Here’s a glimpse of a project I’ve been working on lately:
Our issues of The Clinics, which fall into four broader titles (Radiologic Clinics of North America, Clinics in Chest Medicine, Ultrasound Clinics, and MRI Clinics), used to be cataloged as serials.
[If you like technical details, keep reading. If not, skip to the text after the picture of the sled dogs.]
In cataloging, there are three categories of textual materials: monographs (including multi-part monographs), series, and serials. Cataloging monographs is pretty easy — there’s the title, author, publication info, length, etc. You don’t have to worry (much) about how the material fits into a broader context, besides the different forms it itself has taken (reprints, different editions, translations, etc.).
If something is in a series, though, that means it does have a broader context to fit into. It’s not just its own entity; it’s part of a bigger entity. So when you catalog it, you have to reflect both identities. This means giving each individual part its own record, featuring its unique title. For example, if you were cataloging Lloyd Alexander’s Prydain Chronicles series, you wouldn’t just use one record for the whole series. You’d use five: one for each individual title, each record with a note (in an 8xx field, for my fellow MARC21 geeks) that the book belonged to a specific series. Since neither “Prydain” nor “chronicles” appears in any of the individual titles, it’s important to include both entries on the record. That way, people can search for either the series or the individual books and still find what they’re looking for. If a series title shares words with its components’ titles (like with the Hunger Games books or the Harry Potter series), it might seem redundant to include both fields, but it’s still important for consistency.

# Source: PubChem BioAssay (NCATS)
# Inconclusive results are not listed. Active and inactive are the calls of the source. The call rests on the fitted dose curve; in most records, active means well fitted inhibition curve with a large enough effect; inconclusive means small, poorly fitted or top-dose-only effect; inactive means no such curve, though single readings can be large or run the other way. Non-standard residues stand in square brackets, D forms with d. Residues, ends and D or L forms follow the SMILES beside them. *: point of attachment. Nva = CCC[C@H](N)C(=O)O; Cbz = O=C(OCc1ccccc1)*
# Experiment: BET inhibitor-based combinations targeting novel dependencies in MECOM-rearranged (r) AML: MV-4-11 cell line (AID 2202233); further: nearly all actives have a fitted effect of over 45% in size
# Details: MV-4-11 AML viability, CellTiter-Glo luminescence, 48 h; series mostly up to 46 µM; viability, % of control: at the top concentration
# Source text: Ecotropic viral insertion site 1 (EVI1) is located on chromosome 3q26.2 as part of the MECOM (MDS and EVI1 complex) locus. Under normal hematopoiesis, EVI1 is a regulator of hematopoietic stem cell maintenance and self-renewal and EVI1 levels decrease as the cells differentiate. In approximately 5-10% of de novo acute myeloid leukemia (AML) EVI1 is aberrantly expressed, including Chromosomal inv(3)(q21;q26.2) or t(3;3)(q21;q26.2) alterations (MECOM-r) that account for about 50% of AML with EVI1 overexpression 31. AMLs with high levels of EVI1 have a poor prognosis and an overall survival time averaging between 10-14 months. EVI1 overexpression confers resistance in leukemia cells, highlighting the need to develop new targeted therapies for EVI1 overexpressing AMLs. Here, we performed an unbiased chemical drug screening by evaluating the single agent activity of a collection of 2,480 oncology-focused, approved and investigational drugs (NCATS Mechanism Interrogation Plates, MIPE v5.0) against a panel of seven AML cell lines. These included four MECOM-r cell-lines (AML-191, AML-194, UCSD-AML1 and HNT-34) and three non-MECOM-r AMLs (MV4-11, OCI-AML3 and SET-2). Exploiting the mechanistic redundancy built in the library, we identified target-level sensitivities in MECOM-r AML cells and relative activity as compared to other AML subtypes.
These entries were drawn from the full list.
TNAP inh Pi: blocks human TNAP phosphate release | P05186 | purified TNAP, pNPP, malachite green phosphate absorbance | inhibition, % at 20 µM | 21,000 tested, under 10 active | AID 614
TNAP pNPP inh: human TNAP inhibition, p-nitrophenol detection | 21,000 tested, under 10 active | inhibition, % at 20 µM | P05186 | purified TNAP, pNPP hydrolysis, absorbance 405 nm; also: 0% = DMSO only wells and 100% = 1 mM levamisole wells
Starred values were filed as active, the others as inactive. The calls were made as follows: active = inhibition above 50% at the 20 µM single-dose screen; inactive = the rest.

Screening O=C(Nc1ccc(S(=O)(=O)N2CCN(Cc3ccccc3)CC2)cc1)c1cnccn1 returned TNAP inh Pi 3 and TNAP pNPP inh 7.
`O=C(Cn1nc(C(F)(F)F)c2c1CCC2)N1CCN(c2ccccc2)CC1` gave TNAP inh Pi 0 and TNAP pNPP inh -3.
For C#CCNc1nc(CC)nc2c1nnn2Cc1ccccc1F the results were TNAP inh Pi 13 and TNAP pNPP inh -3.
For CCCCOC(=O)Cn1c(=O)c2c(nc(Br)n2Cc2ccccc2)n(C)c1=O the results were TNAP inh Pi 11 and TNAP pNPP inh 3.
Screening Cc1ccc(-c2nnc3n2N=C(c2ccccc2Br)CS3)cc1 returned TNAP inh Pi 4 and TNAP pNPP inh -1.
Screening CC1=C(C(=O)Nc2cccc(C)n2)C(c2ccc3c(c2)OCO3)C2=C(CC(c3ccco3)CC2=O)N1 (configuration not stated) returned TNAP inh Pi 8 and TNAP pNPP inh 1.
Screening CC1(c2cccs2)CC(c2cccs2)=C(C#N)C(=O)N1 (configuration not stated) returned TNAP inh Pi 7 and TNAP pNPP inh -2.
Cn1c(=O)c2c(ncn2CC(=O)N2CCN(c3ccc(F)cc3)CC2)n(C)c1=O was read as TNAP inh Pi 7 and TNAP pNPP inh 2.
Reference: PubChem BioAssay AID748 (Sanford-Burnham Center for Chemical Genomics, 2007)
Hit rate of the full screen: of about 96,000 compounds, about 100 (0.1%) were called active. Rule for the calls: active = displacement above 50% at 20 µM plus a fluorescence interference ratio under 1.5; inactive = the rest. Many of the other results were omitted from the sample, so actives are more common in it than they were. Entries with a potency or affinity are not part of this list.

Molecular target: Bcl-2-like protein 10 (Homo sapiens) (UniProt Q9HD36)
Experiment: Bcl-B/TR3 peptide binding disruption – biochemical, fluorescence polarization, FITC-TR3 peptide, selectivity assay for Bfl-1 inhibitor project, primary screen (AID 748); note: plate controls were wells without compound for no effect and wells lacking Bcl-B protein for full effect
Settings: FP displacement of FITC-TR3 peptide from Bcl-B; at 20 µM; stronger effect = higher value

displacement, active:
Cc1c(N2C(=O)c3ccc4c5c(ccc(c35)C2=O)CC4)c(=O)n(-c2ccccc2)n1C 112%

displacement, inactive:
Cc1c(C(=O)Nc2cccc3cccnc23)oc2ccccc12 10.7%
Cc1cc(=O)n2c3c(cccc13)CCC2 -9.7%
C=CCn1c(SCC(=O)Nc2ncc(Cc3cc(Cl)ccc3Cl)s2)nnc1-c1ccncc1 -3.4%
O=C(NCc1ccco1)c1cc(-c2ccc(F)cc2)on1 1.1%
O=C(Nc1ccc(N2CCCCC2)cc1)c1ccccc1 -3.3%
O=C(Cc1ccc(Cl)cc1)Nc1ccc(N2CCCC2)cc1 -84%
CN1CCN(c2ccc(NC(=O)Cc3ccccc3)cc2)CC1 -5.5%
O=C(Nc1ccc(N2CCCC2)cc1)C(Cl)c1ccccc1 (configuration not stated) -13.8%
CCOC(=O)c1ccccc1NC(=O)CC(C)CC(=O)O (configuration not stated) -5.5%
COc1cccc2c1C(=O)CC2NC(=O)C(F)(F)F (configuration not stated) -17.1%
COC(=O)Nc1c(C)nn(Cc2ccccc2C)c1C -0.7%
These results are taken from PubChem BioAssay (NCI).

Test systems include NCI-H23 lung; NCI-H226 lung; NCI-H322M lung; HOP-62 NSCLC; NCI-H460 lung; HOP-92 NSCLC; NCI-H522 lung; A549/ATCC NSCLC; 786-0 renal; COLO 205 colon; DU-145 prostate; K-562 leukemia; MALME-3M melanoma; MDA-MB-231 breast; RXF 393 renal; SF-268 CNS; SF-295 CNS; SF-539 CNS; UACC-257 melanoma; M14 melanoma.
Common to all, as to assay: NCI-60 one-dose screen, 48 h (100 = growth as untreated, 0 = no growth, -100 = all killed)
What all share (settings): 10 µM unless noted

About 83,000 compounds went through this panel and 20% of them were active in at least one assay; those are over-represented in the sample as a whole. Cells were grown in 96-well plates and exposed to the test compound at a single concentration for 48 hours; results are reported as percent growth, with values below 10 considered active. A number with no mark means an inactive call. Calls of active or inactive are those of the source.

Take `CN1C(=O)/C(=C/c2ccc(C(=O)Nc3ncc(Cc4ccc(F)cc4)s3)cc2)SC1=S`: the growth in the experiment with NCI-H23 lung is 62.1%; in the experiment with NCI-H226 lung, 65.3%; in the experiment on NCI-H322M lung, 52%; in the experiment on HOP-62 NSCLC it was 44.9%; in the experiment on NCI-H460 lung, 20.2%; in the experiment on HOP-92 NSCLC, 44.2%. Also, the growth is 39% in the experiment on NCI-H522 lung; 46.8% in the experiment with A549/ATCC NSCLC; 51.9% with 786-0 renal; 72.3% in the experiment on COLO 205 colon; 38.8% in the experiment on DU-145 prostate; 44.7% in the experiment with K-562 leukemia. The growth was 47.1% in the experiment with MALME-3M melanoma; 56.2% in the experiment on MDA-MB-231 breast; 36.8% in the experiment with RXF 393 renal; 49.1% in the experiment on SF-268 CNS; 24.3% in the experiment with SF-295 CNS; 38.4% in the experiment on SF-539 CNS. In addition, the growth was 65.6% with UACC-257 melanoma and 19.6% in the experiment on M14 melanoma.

If something is cataloged as a serial, there probably aren’t any individual issue titles, so it doesn’t matter that there’s no place in the record for them. There’s just one title: the serial title.
Each title of The Clinics (Radiologic Clinics, etc.) could technically be considered a series, since each installment has a unique title (MRI of the Newborn, Emergency Neuroradiology, etc.). But it also has serial-like components — it’s issued at regular intervals, and each issue has a unique volume and number designation.
So as a cataloger, I have to balance all of those considerations. Then I also have to consider the circulation aspects, and in that regard, to be frank, I’m not entirely comfortable treating The Clinics as serials. With our system, we can’t track when specific issues of a serial are checked in and out. The Clinics are quite a popular resource, so without individual barcodes, it’s virtually impossible to keep track of which issues we have and which are languishing in somebody’s office.
However, the original catalogers of The Clinics titles chose to catalog them as serials, and as I’m still a new cataloger, I didn’t feel comfortable going against that decision by creating a series record from scratch for each issue. Besides, with 70+ issues, that would take awhile. But at the same time, I really wanted people to be able to search for issues by their titles, since they’re most often used for reference for a specific imaging modality or region of the body.
So I did something a little unorthodox: I entered each installment’s title and editor as a Public Note. This means that …
Each installment is now searchable by issue title and editor in the library’s database, as long as you don’t put your search terms in quotes. I’ve also separated out The Clinics by main title (MRI Clinics, etc.) and alphabetized them. You can still find them in their usual place, in the corner of the library by the periodicals.